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Thread: More on Central Pain and Neuropathic Pain

  1. #1

    More on Central Pain and Neuropathic Pain

    Is Central Pain neuropathic? Of course. Definitionaly, there is no doubt of this, since neuropathy means "nerve injury pain".

    Is it helpful to CLINICALLY name Central Pain “neuropathic pain”? My own viewpoint is that it is NOT helpful to use "neuropathic pain" for both central and peripheral nerve injury pain.

    My reasons include the following:

    1) The vocabulary is already muddled enough without throwing in the towel and lumping very diverse conditions together

    2) There are clinical tests to differentiate the two (Mitchell test, emotional consequences and distribution of pain on the body surface.

    3) The public must know that Central Pain exists

    4) Doctors should not shotgun meds at Central Pain patients which were designed ONLY for peripheral nerve injury pain

    It has been helpful in my own case to be able to have a DSM (ISDN9) designation number for my specific condition. If nothing else, it put doctors who were unaware Central Pain existed, that it is a distinct disorder. This was most helpful in dealing with the skeptic, who was inclined to think if he hadn’t heard of it, it did not exist.

    Riddoch invented the term Central Pain, calling it a “pain beyond pain” in 1940. Prior to this S Weir Mitchell (1876) termed it “pain of central origin” and developed tests to distinguish it from peripheral nerve injury pain, which assisted him in therapy as well. Dejerine, Eggers, and Roussy (1903) used Mitchell’s terminology but studied CP from stroke to the area of the thalamus. For a time central pain was referred to as thalamic pain, but that term is now reserved for stroke victims.

    That this is a difficult area is shown by the fact that not until recently were clinicians aware that central pain feels different from ordinary pain. (First pointed out by Ron Tasker) The vocabulary was that weak.

    Bowsher proposed to simplify the diagnosis by using the following criteria for central pain:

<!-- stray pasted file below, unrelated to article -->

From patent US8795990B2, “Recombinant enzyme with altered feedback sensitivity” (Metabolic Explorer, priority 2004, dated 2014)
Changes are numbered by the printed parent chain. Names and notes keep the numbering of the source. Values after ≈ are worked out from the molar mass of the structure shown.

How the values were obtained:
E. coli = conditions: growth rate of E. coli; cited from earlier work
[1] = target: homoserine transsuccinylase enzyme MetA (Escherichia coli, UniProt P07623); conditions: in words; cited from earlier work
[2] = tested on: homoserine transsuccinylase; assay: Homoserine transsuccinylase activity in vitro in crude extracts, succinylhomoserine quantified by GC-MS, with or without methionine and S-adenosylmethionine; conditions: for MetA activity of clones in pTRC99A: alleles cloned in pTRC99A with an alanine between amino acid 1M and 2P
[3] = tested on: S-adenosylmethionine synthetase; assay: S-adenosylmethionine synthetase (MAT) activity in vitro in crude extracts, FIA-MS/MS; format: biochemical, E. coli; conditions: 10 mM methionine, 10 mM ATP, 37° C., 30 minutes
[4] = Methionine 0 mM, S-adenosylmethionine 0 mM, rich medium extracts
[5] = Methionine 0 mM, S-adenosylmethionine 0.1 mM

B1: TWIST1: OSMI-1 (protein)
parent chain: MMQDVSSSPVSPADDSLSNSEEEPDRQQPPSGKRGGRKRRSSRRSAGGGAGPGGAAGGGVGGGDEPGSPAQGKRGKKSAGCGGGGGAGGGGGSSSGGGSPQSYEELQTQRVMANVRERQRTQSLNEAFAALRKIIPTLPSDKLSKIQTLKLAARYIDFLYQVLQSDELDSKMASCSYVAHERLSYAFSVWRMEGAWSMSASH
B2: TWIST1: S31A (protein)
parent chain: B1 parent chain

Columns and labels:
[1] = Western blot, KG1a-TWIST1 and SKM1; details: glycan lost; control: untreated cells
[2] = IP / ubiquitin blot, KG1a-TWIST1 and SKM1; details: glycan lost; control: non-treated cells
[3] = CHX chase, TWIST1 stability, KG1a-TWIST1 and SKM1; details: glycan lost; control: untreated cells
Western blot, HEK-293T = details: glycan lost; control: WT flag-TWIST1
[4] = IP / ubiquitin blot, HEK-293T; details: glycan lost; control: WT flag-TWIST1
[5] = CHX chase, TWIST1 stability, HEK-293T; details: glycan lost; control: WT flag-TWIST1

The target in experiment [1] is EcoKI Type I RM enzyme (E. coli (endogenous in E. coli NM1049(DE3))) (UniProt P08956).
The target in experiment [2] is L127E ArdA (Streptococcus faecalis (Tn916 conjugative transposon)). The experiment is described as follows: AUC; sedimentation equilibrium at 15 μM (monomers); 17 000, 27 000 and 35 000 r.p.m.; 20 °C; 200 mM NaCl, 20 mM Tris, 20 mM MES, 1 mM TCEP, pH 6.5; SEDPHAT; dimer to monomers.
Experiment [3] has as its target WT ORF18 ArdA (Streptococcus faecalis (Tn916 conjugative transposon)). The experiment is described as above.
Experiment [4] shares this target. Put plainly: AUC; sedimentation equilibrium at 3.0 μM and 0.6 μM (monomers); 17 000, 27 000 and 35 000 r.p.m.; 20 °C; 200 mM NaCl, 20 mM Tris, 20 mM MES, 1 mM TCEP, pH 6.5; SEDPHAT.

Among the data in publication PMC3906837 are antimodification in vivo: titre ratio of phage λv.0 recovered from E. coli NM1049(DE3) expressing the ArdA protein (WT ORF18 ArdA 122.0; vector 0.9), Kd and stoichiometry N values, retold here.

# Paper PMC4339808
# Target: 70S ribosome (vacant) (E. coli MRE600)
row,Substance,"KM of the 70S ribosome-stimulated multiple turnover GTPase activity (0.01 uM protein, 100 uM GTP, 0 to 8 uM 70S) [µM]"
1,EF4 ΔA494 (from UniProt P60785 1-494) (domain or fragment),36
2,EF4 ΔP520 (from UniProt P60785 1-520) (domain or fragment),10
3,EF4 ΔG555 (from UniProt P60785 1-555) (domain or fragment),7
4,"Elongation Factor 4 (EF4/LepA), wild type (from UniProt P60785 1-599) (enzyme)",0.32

Dysesthetic (ie. conveys little or no discriminative information) burning pain following injury to the central nervous system, often with a paradoxical cold component.

    Bowsher was fully aware CP patients have other pain as well, but he was trying to draft a minimal statement to allow easy diagnosis.

    Tasker expanded this slightly by allowing differentiation of pains into spontaneous and evoked, since some CP patients have ONLY spontaneous pain while others show enhancement of one or another of the central pains from various stimuli (sudden cold stimulus or LIGHT touch being the most frequent evokers).

    Peripheral nerves are NOT central nerves. Peripheral nerves can heal and the prognosis is different. Central neurons cannot heal and futile efforts to make them heal frustrate and confuse the patient (and cost money).

    The taxonomy (naming) committee of the IASP reportedly delisted Central Pain, and now just uses the word “Neuropathic pain” for any nerve injury pain.

    I disagree with this because it fails to alert the caregiver to fully elaborated cases of Central Pain, with accompanying need for extensive patient and family counseling, realistic expectations as far as work, dress, and social interaction, and it lumps CP with such things as diabetic neuropathy.

    The dysesthesia of CP is the cardinal feature. There are plenty of other pain aspects of CP such as intermittent lightning pain, and pain in the muscles. However, keeping it simple by holding with Bowsher’s definition helps make the diagnosis. Dejerine said central pain diagnosis was EASY. But the mélange of definitions and confusing vocabularly has now obscured the condition until agreement has vanished, leading to a lumping of CP with peripheral nerve injury pain.

    At present, we think of Central Pain as inflammation (activation by genetic alteration) of TRPV1 receptors in the dorsal horn of the spinal cord by oxidized linoleic acid metabolites 9- and 13-hydroxyoctadecadienoic acid (9- and 13-HODE) .These are known as OLAM, or oxidized linoleic acid metabolites and work is under way to try to treat linoleic metabolites with other fatty acids, such as Omega-3 derived fats. Not only CP but also ordinary heat causes increase in 9 and 13 HODE. They are also manufactured in isolated strips of removed skin subjected to noxious heat.

    CP is neuroinflammation in central neurons, susceptible to input from peripheral sensory neurons, (which may also be manufacturing 9 and 13 HODE). One unexplained mystery is why CP patients also kick out the 9 and 13 HODE in the face of a cold blast, ("cold" being relative since the cold necessary is not painful at all to normals). The similarity in the initiating chemicals, presumed at present to be 9 and 13 HODE, does not indicate a similar response in the brain as in the rest of the body. Therefore I favor retaining different names until we know the mechanisms are in fact the same.
    Last edited by dejerine; 04-18-2013 at 01:05 AM.

  2. #2
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    Quote Originally Posted by dejerine View Post
    Is Central Pain neuropathic? Of course. Definitionaly, there is no doubt of this, since neuropathy means "nerve injury pain".

    Is it helpful to CLINICALLY name Central Pain “neuropathic pain”? My own viewpoint is that it is NOT helpful to use "neuropathic pain" for both central and peripheral nerve injury pain.

    My reasons include the following:

    1) The vocabulary is already muddled enough without throwing in the towel and lumping very diverse conditions together